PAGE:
In the suburbs of Mexico City, the candy-colored buildings of Cuadra San Cristóbal stick out like a mirage. The seven-acre-plus equestrian estate, designed by renowned architect Luis Barragán in 1968, is crafted out of stand-alone concrete walls that are assembled like a theater, with wide-open spaces, partitions that double as frames, and a vivid color palette of pink, yellow, and red that clashes with the clay of the desert. Cuadra San Cristóbal is the backdrop for Katie Stelmanis on the cover of last month's Future Politics, the third album from her Toronto-based electronic group Austra. Featuring Stelmanis standing beside a horse and sporting a face-concealing, wide-brimmed red hat and flowing robes, the cover transfigures Cuadra San Cristóbal into a representation of the through line that drives the album: a vision of a viable utopia in which sustainability eclipses growth, technology is a tool for community building, and oppression — in all its insidious, contemporary forms — has been stamped out.
That notion is broken down with more specificity across Future Politics, released fortuitously on Inauguration Day. On the title track, relentless techno beats guide anticapitalist missives: “The system won’t help you when / Your money runs out … I’m looking for something / To rise up above.” Later, on the anthemic, pop-leaning “Gaia,” Stelmanis underlines conservationist fears in her classically trained soprano voice: “The physical world is the only world / If you kill the ground you walk on / Nobody will take you anyway.” Stelmanis makes it clear: what she deems future politics is very much rooted in the present.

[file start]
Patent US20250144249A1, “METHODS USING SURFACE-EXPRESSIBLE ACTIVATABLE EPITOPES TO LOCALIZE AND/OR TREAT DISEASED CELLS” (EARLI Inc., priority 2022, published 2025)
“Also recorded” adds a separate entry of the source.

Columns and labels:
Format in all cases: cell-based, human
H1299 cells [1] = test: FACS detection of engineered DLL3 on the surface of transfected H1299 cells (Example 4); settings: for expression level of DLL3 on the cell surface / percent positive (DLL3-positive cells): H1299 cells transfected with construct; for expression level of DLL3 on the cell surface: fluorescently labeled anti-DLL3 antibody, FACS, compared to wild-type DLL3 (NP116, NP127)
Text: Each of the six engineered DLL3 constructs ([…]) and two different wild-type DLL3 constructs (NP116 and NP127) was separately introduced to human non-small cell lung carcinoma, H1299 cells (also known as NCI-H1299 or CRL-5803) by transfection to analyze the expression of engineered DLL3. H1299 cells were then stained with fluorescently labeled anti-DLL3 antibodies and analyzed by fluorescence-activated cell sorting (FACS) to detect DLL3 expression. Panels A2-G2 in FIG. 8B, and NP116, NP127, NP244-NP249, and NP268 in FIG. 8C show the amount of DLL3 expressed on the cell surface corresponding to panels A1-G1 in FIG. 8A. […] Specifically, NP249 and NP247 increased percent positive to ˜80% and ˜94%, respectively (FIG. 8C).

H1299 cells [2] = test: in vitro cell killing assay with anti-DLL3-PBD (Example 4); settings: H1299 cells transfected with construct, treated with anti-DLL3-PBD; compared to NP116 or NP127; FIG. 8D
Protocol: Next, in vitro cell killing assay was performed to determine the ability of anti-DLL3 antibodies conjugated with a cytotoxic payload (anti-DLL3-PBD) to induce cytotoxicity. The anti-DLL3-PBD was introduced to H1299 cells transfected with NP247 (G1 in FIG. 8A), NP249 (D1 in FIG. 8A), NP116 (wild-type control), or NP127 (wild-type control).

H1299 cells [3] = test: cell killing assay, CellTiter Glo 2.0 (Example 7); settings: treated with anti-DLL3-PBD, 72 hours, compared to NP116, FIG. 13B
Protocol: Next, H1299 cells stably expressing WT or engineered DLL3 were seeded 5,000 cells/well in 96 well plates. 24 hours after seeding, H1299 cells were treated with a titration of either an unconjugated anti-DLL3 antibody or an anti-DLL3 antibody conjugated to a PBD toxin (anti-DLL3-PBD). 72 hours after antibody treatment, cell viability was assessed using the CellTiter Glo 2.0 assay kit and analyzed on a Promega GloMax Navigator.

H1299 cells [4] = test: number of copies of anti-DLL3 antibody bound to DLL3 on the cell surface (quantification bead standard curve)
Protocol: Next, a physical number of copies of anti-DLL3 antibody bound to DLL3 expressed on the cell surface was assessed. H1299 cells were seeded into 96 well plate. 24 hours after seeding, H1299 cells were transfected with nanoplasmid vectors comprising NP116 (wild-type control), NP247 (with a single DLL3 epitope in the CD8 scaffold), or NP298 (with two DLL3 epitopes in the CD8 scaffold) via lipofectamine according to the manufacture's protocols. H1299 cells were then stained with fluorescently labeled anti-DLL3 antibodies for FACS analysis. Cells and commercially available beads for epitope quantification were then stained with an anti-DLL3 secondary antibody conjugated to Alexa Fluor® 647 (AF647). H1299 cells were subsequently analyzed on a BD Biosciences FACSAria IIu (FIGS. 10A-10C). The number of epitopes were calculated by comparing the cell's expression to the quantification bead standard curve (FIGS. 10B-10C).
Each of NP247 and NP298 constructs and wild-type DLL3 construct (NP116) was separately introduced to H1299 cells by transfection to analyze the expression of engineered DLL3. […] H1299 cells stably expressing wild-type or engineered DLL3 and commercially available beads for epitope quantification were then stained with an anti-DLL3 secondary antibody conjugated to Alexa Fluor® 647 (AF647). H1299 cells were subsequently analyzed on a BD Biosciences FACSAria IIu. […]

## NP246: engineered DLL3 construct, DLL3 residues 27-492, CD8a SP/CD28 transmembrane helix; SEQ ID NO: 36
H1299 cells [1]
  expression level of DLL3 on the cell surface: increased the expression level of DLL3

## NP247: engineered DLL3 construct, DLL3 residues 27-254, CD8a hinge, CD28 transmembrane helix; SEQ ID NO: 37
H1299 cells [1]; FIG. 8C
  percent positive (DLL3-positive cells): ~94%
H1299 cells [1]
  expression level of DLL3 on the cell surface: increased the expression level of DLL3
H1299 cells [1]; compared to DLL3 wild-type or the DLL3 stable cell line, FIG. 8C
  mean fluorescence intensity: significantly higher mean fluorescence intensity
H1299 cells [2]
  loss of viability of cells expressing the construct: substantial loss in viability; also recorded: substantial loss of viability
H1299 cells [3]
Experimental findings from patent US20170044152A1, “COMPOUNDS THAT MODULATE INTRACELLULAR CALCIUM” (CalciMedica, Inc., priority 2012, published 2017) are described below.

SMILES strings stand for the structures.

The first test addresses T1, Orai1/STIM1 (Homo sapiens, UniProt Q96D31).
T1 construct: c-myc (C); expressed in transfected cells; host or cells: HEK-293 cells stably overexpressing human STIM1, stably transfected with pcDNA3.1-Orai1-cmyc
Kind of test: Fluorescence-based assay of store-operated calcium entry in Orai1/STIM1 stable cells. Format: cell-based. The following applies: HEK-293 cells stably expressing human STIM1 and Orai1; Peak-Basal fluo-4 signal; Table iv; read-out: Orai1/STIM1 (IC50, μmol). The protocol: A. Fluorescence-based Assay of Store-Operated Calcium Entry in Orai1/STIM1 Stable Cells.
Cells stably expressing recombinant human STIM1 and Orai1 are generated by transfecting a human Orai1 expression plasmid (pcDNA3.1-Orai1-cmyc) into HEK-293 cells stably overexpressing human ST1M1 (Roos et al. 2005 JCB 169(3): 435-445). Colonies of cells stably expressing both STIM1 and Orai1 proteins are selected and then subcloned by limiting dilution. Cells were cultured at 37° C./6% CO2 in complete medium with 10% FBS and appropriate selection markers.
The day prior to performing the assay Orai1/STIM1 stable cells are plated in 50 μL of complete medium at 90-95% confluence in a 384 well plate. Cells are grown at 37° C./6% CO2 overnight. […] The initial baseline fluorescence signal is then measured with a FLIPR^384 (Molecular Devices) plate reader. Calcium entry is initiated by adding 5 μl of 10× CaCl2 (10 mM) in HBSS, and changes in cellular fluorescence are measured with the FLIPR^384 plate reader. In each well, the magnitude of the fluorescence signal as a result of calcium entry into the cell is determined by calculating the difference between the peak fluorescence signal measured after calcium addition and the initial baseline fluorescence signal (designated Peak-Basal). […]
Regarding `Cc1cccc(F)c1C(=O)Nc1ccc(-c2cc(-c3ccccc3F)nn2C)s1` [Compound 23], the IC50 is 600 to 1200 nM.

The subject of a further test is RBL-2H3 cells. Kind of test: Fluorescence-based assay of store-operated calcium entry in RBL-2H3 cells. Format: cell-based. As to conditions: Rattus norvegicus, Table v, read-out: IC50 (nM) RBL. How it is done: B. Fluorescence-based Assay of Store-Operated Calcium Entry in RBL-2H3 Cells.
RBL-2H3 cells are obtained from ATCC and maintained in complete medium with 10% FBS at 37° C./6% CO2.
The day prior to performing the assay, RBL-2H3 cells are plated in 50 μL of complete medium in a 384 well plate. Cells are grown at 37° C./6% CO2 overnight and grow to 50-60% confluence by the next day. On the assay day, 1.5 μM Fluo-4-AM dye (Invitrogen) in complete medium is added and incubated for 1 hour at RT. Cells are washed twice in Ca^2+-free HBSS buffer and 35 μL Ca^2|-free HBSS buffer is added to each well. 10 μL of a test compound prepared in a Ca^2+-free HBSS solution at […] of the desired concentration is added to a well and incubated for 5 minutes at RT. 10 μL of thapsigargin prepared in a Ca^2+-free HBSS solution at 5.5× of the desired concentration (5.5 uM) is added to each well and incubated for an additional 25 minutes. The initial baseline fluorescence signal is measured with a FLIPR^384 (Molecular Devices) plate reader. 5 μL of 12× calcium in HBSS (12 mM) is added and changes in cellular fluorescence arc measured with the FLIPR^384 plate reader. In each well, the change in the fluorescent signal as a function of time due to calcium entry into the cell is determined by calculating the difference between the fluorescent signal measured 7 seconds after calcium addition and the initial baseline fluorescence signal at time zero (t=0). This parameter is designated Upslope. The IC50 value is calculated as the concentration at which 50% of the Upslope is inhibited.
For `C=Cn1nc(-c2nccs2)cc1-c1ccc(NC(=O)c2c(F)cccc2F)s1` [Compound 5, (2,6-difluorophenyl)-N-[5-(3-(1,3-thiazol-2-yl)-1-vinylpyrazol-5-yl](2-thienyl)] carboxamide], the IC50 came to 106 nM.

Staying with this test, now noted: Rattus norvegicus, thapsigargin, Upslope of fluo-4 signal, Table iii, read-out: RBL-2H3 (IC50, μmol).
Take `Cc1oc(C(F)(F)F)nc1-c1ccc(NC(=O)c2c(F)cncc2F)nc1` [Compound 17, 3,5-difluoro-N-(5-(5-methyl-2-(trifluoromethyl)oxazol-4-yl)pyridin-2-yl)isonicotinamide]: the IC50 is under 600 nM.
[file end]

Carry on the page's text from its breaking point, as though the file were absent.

In the green room above Brooklyn venue Warsaw the afternoon before Austra's headlining show, Stelmanis tells me the album's title reflects both personal and global issues. “It’s more about changing the way people think,” she explains. “I suppose I would just really love to be able to move away from this idea of individualism versus collectivism.” One example, Stelmanis notes, is the way some news networks place accountability on those in poverty for their circumstances. “If you watch Fox News for five minutes, they’re blaming homeless people for being homeless," she says. "That’s a sentiment that didn’t just come out of nowhere. That’s a sentiment that’s been very intentionally planted in people’s brains. I want people to be able to realize the bigger picture.”
Embedding her music with politics isn’t necessarily new ground for Stelmanis. As a high schooler in Toronto in the mid-2000s, she was in post–riot grrrl band Galaxy with current bandmate Maya Postepski and singer-songwriter Emma McKenna. Years later, on Austra’s 2013 album, Olympia, the loaded interlude “I Don’t Care (I’m a Man)” took dual shots at mankind’s capacity for destruction and patriarchal systems in general.